As their child gets older, and their 18th birthday looms ever closer, the average parent revises their estimate to a more realistic figure, but it’s still a way off what parents of older children report is actually in their children’s savings accounts.
For example, on average, parents of 10-year-olds said they currently have £1,615 saved for their child and expect the balance to rise by over £4,000 to £5,653 by their 18th birthday. But with the big day just two years away, parents of 16-year-olds said their savings contain £2,222 and hope to reach a more modest £3,724 by age 18.
Alongside pocket money and contributions to savings, most parents say they also spend a sizeable chunk of money on their child’s Christmas presents. The average total expected spend per child for Christmas 2019 is £218, with a surprisingly small difference between 6–9-year-olds (£196) and 14–17-year olds (£236).
When combined, parent’s average total spend on pocket money and Christmas presents for their child between the ages of 6 and 17 is £5,372. That’s not to mention birthdays and other occasions.
With so many children receiving hundreds of pounds each year through allowances, savings, presents and more, how do parents approach teaching them about the ins and outs of money?
Parents are more likely to talk to their child about money in 2019 than they were in 2016
According to the MoneyHelper, getting children used to talking about money early can help them avoid financial issues in the future. In fact, children’s attitudes towards spending and saving can be formed as early as 7 years old.
Around one-third of parents (32.5%) said they ‘regularly’ talk to their child about money and finances, whereas the majority (56.4%) said ‘sometimes’.
Understandably, parents are more likely to talk to a child about money as he or she gets older, rising from 78.4% who discuss finances ‘sometimes’ or ‘regularly’ at age 6 to 95.1% at age 17. Put another way, parents are five times less likely to say they ‘rarely’ talk to their child about money at age 17 than when they are 6.
By comparing the results of our 2019 survey with findings from previous research we conducted in 2016, we see that parents say they’re more likely to talk to their child about money ‘sometimes’ or ‘regularly’ in 2019 than they did in 2016 (89% versus 79%, respectively). Moreover, they are over five times less likely to say they never talk to their child about money than three years ago (4.3% in 2016 versus 0.8% in 2019).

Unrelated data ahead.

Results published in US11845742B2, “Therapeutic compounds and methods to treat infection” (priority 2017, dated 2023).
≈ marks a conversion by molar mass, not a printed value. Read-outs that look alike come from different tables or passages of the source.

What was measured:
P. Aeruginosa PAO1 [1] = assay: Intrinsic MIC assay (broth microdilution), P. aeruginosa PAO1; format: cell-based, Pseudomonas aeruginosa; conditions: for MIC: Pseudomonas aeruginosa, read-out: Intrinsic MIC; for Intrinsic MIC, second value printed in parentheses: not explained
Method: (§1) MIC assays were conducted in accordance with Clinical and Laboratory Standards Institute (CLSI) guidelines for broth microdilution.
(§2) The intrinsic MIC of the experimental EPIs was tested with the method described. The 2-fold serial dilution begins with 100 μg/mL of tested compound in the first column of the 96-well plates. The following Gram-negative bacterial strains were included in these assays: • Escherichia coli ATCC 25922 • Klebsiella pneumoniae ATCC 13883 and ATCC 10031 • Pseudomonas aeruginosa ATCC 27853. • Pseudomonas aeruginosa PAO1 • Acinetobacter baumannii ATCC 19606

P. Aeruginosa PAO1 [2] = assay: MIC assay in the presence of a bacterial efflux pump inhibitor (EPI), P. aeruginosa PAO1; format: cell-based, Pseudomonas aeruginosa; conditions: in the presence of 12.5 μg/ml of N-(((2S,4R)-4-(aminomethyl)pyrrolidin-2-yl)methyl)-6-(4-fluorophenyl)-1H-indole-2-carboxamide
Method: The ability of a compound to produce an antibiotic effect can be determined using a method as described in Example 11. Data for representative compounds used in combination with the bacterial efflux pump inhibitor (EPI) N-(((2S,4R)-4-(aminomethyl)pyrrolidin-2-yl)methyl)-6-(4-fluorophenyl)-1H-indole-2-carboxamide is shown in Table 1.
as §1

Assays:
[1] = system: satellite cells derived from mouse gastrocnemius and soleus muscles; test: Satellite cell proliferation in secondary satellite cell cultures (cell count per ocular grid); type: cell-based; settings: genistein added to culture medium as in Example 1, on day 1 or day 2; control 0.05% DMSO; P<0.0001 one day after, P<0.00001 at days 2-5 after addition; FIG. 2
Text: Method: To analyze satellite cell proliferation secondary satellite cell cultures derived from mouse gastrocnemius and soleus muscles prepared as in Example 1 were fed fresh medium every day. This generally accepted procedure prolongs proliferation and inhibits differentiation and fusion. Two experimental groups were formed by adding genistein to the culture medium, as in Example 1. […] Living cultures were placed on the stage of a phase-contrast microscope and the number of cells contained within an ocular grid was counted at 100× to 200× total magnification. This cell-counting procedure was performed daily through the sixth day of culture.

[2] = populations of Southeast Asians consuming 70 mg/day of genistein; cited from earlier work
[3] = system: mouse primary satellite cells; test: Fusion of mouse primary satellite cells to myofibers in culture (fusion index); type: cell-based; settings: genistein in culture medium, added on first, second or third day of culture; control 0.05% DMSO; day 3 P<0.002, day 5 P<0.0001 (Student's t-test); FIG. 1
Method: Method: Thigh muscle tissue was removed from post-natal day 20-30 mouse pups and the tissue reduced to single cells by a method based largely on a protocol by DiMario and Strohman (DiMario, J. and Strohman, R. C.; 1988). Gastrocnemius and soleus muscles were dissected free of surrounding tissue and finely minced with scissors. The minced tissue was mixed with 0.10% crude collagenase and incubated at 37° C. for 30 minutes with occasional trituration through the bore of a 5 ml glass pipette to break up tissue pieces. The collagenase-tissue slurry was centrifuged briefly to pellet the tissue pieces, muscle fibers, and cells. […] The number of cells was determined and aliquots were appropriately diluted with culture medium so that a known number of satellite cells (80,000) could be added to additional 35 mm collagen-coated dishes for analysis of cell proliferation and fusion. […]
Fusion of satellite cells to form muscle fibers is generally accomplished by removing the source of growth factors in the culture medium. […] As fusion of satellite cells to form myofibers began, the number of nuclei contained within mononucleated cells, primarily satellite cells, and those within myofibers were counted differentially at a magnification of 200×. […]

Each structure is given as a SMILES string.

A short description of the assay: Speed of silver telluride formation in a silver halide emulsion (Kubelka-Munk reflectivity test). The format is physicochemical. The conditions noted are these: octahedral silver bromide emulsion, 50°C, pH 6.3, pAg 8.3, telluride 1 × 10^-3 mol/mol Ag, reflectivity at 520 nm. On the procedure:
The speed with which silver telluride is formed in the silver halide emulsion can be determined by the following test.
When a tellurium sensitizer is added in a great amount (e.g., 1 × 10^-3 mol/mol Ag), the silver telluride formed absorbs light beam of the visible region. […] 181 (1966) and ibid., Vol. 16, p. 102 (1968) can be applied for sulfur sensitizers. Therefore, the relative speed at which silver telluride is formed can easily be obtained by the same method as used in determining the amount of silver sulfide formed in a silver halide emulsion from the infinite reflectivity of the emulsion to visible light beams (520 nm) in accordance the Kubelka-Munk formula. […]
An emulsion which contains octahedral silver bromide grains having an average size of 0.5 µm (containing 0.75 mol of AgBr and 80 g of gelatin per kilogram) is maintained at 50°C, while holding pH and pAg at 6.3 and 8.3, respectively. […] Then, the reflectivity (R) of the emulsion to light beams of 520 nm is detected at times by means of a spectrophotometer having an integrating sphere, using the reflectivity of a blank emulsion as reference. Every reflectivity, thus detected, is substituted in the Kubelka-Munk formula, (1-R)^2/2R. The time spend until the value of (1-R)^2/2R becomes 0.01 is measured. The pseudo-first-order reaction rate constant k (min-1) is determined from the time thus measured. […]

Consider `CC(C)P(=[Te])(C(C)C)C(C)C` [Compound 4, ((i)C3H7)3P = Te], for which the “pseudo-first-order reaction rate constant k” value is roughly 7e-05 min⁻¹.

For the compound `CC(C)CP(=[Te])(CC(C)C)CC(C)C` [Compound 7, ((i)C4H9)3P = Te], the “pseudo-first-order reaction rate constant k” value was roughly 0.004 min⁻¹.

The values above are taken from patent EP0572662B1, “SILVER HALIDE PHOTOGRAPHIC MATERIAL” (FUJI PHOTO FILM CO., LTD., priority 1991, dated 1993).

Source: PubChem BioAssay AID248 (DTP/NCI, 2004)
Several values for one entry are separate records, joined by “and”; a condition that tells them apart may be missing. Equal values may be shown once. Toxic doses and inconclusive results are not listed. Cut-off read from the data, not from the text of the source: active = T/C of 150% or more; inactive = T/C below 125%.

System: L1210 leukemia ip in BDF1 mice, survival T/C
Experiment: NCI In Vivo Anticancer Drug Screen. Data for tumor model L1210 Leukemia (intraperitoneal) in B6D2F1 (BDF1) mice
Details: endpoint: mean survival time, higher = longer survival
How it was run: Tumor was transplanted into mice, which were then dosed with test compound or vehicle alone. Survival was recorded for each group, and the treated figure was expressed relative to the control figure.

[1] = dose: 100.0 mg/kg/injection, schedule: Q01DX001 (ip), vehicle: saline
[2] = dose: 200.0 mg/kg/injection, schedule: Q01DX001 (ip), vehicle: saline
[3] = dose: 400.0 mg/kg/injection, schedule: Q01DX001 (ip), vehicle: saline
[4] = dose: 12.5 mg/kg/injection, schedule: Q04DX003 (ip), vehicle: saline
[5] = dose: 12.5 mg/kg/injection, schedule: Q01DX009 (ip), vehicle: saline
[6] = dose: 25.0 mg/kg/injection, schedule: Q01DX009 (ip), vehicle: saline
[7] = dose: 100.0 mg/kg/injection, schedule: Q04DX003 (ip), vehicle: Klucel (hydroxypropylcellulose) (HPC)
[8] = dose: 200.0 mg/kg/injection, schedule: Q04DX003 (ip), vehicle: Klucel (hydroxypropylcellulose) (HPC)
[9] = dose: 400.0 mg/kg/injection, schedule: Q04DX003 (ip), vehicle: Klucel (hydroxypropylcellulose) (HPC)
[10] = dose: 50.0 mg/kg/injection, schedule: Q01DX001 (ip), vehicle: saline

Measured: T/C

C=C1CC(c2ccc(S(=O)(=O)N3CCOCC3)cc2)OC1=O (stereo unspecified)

As well as talking to their children about money in a general sense, the majority of parents (61.6%) also recall discussing a ‘grown-up’ family-related financial issue with them, like not having enough money to pay the bills. Mums were 18.5 percentage points more likely than dads to say they’d discussed a family money problem with their child (70.7% versus 52.2%).
Mums were also more likely than dads to say they regularly talk to their child about money in general (38% versus 22.5%) and less likely to say they rarely discuss finances (6.4% versus 15.7%).
Parents today are 4.4 times more likely than their parents were to talk about money with their child
Compared to three years ago, parents today seem a bit more likely to say they often talk to their children about money, but the contrast is far greater when we compare the current generation of parents of 6–17-year-olds to the one before.
Based on the recollections of their adult children, parents in the previous generation were 31 times more likely never to talk about money with their children than those grown-ups are today with their kids. And regular conversations about money and finances between parent and child are now 4.4 times more common than roughly 25 years ago (32.5% vs. 7.4%).
This increase in parent-child communication may partly explain why 4 in 10 parents today said they feel their child has a better understanding of money than when they were their age, while only 14.4% believe it’s worse. However, that doesn’t mean all parents are highly optimistic about their children’s understanding of money, especially compared to their feelings in 2016.
Parents in 2019 were almost half as likely than in 2016 to rate their child’s understanding of money as ‘very good’ (14.8% vs. 7.8%) – instead rating their understanding as ‘fairly good’ or ‘not very good’ more frequently than in 2016.
Half of parents believe digital money is harming their child’s understanding of money
What could be causing a sizeable proportion of parents to feel their children’s understanding of money has room for improvement?
There are arguably more changes happening today to the way money is stored, transferred and tracked than at any other time in history, from digital purchases to cryptocurrencies, contactless, and even deviceless biometric payments. Money is increasingly a concept represented by numbers in an app than notes or coins in a wallet – so what do parents make of it?